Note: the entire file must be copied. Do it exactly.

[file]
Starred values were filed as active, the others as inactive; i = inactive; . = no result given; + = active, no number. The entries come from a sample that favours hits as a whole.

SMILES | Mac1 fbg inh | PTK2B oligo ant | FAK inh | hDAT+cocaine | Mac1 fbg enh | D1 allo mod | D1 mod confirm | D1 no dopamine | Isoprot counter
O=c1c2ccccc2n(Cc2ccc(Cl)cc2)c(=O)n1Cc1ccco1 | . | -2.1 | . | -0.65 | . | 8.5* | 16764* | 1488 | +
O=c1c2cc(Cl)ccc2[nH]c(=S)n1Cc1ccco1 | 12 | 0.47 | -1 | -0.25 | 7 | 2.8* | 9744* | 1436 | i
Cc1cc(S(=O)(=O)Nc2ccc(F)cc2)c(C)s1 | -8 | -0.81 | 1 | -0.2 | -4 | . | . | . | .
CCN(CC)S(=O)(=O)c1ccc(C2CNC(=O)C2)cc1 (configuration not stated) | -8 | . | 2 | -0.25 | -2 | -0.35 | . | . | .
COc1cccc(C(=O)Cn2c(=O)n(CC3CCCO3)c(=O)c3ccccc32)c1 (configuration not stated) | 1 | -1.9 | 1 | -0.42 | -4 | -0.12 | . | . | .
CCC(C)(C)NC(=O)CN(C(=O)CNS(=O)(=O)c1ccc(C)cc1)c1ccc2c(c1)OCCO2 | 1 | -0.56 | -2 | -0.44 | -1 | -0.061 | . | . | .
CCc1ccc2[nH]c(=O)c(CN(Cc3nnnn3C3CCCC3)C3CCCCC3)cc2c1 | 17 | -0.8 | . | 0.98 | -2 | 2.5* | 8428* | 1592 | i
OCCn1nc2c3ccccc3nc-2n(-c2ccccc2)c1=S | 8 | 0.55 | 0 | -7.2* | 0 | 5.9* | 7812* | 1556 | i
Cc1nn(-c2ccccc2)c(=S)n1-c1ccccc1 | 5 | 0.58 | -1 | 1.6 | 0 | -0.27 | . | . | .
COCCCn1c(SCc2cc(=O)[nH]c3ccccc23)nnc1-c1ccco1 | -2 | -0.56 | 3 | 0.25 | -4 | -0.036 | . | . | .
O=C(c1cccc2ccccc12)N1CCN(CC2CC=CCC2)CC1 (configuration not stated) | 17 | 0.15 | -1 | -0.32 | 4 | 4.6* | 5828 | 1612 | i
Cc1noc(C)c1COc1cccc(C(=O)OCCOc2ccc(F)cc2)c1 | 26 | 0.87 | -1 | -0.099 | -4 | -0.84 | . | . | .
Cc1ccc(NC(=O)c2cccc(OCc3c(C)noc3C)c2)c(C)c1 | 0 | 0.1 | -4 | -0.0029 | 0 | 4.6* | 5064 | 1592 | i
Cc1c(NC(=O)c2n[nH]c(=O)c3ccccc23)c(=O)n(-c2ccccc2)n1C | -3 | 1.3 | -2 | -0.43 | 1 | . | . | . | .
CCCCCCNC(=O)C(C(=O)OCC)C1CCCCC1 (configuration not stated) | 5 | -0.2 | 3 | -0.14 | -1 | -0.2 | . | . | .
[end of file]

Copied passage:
Starred values were filed as active, the others as inactive; i = inactive; . = no result given; + = active, no number. The entries come from a sample that favours hits as a whole.

SMILES | Mac1 fbg inh | PTK2B oligo ant | FAK inh | hDAT+cocaine | Mac1 fbg enh | D1 allo mod | D1 mod confirm | D1 no dopamine | Isoprot counter
O=c1c2ccccc2n(Cc2ccc(Cl)cc2)c(=O)n1Cc1ccco1 | . | -2.1 | . | -0.65 | . | 8.5* | 16764* | 1488 | +
O=c1c2cc(Cl)ccc2[nH]c(=S)n1Cc1ccco1 | 12 | 0.47 | -1 | -0.25 | 7 | 2.8* | 9744* | 1436 | i
Cc1cc(S(=O)(=O)Nc2ccc(F)cc2)c(C)s1 | -8 | -0.81 | 1 | -0.2 | -4 | . | . | . | .
CCN(CC)S(=O)(=O)c1ccc(C2CNC(=O)C2)cc1 (configuration not stated) | -8 | . | 2 | -0.25 | -2 | -0.35 | . | . | .
COc1cccc(C(=O)Cn2c(=O)n(CC3CCCO3)c(=O)c3ccccc32)c1 (configuration not stated) | 1 | -1.9 | 1 | -0.42 | -4 | -0.12 | . | . | .
CCC(C)(C)NC(=O)CN(C(=O)CNS(=O)(=O)c1ccc(C)cc1)c1ccc2c(c1)OCCO2 | 1 | -0.56 | -2 | -0.44 | -1 | -0.061 | . | . | .
CCc1ccc2[nH]c(=O)c(CN(Cc3nnnn3C3CCCC3)C3CCCCC3)cc2c1 | 17 | -0.8 | . | 0.98 | -2 | 2.5* | 8428* | 1592 | i
OCCn1nc2c3ccccc3nc-2n(-c2ccccc2)c1=S | 8 | 0.55 | 0 | -7.2* | 0 | 5.9* | 7812* | 1556 | i
Cc1nn(-c2ccccc2)c(=S)n1-c1ccccc1 | 5 | 0.58 | -1 | 1.6 | 0 | -0.27 | . | . | .
COCCCn1c(SCc2cc(=O)[nH]c3ccccc23)nnc1-c1ccco1 | -2 | -0.56 | 3 | 0.25 | -4 | -0.036 | . | . | .
O=C(c1cccc2ccccc12)N1CCN(CC2CC=CCC2)CC1 (configuration not stated) | 17 | 0.15 | -1 | -0.32 | 4 | 4.6* | 5828 | 1612 | i
Cc1noc(C)c1COc1cccc(C(=O)OCCOc2ccc(F)cc2)c1 | 26 | 0.87 | -1 | -0.099 | -4 | -0.84 | . | . | .
Cc1ccc(NC(=O)c2cccc(OCc3c(C)noc3C)c2)c(C)c1 | 0 | 0.1 | -4 | -0.0029 | 0 | 4.6* | 5064 | 1592 | i
Cc1c(NC(=O)c2n[nH]c(=O)c3ccccc23)c(=O)n(-c2ccccc2)n1C | -3 | 1.3 | -2 | -0.43 | 1 | . | . | . | .
CCCCCCNC(=O)C(C(=O)OCC)C1CCCCC1 (configuration not stated) | 5 | -0.2 | 3 | -0.14 | -1 | -0.2 | . | . | .